Category Scarcity

Blocks and Assists

Blocks and assists are the scarcest categories. Most of the leagues' assists come from the top point guards, with a few notable exceptions. All of the non-point-guard assists leaders are going to get drafted, and most of them will go in the first couple of rounds. When a point guard becomes worthy of acquisition off the waiver wire, they rarely are high-impact passers.

Similarly, there will be some shot-blocking big men who emerge off waivers as the season rolls along, but, as with assists, those players rarely block enough shots to make a major impact. As with assists, most of the best shot-blockers will all get drafted in the first couple of rounds.

Rebounds and Three-pointers

Rebounds and three-pointers are much easier to find. While the league’s elite rebounders stays pretty steady year over year, there are always several big men who emerge early in the season as reliable sources of boards. Furthermore, as big men get hurt, their backups usually step in and provide a decent facsimile of the starter's rebounding load.

Threes are a slightly different story, but the results are the same. As the total number of threes has increased, finding quality three-point shooters later in drafts has become easier and easier. Every year, a few players emerge as semi-surprising additions to the threes-per-game leaderboard. Perhaps more importantly, due to the streaky nature of long-range shooting, managers who remain active on the waiver wire can usually find a few players going through a hot streak and averaging several made threes per game.

Points

Points are tricky. On the one hand, all the best scorers are going to get drafted early. Unless you are deliberately punting the category, you'll probably need to draft at least one 20-plus-point scorer early to stay competitive.

On the other hand, points are often overvalued by fantasy managers. Low scorers often get drafted much later than they should. High scorers get picked up off waivers much quicker, even if they provide little value in the other categories. Furthermore, as NBA offenses have changed, there are more high scorers available in the later rounds of drafts than ever before.

Points do become available on waivers throughout the season, but most of the time, it's only players who score between 13 and 18 points. Those guys can help, but, here too, waivers are unlikely to bail you out if you missed on this category on draft day.

Steals

Steals are always available on waivers. The problem? Most of those players don't provide enough help in the other categories to be worth rostering. That means that managers in daily lineups leagues can get meaningful help off of waivers, especially late in the week in a close H2H matchup, but that managers in weekly lineups leagues will have a harder time using the waiver wire to bolster their rosters.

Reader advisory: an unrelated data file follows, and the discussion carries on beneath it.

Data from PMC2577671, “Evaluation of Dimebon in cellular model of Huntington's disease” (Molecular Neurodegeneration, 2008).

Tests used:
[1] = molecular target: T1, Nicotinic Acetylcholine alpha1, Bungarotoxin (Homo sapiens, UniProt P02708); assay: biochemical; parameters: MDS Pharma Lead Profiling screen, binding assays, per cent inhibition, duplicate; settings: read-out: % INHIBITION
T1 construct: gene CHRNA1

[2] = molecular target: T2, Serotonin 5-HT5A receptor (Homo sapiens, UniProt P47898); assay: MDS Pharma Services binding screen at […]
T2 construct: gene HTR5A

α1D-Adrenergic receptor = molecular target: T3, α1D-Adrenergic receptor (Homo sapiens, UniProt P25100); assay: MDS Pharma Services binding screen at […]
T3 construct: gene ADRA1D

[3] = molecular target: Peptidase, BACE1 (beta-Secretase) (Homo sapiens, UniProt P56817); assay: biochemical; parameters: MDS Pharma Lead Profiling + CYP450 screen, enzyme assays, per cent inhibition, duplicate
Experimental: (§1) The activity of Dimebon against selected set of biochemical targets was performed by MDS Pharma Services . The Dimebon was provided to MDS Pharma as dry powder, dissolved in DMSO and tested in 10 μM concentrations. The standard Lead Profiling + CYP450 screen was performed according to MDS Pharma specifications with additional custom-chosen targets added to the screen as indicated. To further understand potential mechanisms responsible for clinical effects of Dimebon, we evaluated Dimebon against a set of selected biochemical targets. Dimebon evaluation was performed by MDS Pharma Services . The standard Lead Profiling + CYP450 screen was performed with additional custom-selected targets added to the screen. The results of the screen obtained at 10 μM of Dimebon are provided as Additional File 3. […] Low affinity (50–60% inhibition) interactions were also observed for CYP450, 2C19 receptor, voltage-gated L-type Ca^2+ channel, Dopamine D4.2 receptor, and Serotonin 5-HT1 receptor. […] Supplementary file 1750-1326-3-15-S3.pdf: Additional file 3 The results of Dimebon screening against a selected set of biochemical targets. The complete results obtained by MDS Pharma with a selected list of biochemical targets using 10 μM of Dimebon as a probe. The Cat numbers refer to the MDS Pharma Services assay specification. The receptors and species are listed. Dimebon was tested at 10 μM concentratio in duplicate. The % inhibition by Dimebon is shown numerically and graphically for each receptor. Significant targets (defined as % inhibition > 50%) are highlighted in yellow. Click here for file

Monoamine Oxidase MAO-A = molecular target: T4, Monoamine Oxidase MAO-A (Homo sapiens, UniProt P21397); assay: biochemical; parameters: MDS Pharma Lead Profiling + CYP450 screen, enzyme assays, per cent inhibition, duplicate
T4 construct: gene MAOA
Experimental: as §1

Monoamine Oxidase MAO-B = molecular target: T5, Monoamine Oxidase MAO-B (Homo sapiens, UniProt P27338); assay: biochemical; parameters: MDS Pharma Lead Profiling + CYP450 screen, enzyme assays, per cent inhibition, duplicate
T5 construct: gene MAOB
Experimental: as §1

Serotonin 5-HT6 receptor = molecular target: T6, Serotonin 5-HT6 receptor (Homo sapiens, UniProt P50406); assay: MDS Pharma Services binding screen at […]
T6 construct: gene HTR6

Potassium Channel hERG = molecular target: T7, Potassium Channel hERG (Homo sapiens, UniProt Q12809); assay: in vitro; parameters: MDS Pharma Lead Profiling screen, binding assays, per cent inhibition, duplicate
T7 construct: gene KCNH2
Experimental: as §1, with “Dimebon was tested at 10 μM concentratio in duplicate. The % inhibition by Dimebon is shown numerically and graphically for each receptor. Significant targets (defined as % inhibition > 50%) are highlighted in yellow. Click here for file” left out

The best way to stay competitive in steals is to try to draft elite two-way players relatively early, like Chris Paul and Jrue Holiday, so you don’t have to reach late in drafts for players who have murky roles and are generally unreliable.

Two-way players like Jrue Holiday can help keep you competitive in categories like steals, but will come at a premium in drafts. (Photo by Stacy Revere/Getty Images)
Two-way players like Jrue Holiday can help keep you competitive in categories like steals, but will come at a premium in drafts. (Photo by Stacy Revere/Getty Images)

FG% and FT%

Players' FG% and FT% are more variable than many counting stats, and therefore harder to predict, even if they stay in the same role on the same team.

For that reason, managers should remain careful when trying to build strength in these two categories. If you think your team is good, but not great, in either FG% or FT%, then remember that your margin for error may be small.

One last note — there are also some well-founded strategic arguments against punting either shooting efficiency category. Foremost among them, is that it is likely another manager in your league may attempt the same build, and that a punt-percentages team suffers more than other roster builds when their team has fewer games than their opponent in a given week.

Final Notes

If you've played in points leagues before, and this is your first time playing in a category-based league, make sure to compare last season's final ranks in points leagues to last season's final ranks in category leagues. This should help you get a good sense of which players make some pretty big jumps and which fall.

Remember that category scarcity is now much more important that positional scarcity. Positions still matter, but they matter a lot less.

Lastly, and this applies to points leagues as well as category leagues: remember that your last few picks are probably going to be dropped a few weeks later anyway. Take a few risks on upside, or focus on players who might fill some specific categorical weakness — there is no such thing as "reaching" at the end of a draft.